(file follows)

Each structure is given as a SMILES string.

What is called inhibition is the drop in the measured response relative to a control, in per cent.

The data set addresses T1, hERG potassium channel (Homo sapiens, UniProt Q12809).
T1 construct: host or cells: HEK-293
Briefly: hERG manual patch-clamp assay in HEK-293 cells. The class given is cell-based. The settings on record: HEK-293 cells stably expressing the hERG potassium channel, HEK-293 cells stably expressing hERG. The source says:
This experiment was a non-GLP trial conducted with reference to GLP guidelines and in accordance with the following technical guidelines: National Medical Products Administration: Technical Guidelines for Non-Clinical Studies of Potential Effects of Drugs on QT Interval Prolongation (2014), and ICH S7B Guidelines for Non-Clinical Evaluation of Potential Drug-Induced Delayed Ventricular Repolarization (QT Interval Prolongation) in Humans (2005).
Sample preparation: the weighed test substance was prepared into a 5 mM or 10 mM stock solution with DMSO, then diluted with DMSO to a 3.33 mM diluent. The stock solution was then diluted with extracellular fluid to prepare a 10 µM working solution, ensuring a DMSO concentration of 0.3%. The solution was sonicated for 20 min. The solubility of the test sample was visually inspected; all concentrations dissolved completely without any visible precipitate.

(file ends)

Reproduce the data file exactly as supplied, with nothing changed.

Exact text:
Each structure is given as a SMILES string.

What is called inhibition is the drop in the measured response relative to a control, in per cent.

The data set addresses T1, hERG potassium channel (Homo sapiens, UniProt Q12809).
T1 construct: host or cells: HEK-293
Briefly: hERG manual patch-clamp assay in HEK-293 cells. The class given is cell-based. The settings on record: HEK-293 cells stably expressing the hERG potassium channel, HEK-293 cells stably expressing hERG. The source says:
This experiment was a non-GLP trial conducted with reference to GLP guidelines and in accordance with the following technical guidelines: National Medical Products Administration: Technical Guidelines for Non-Clinical Studies of Potential Effects of Drugs on QT Interval Prolongation (2014), and ICH S7B Guidelines for Non-Clinical Evaluation of Potential Drug-Induced Delayed Ventricular Repolarization (QT Interval Prolongation) in Humans (2005).
Sample preparation: the weighed test substance was prepared into a 5 mM or 10 mM stock solution with DMSO, then diluted with DMSO to a 3.33 mM diluent. The stock solution was then diluted with extracellular fluid to prepare a 10 µM working solution, ensuring a DMSO concentration of 0.3%. The solution was sonicated for 20 min. The solubility of the test sample was visually inspected; all concentrations dissolved completely without any visible precipitate.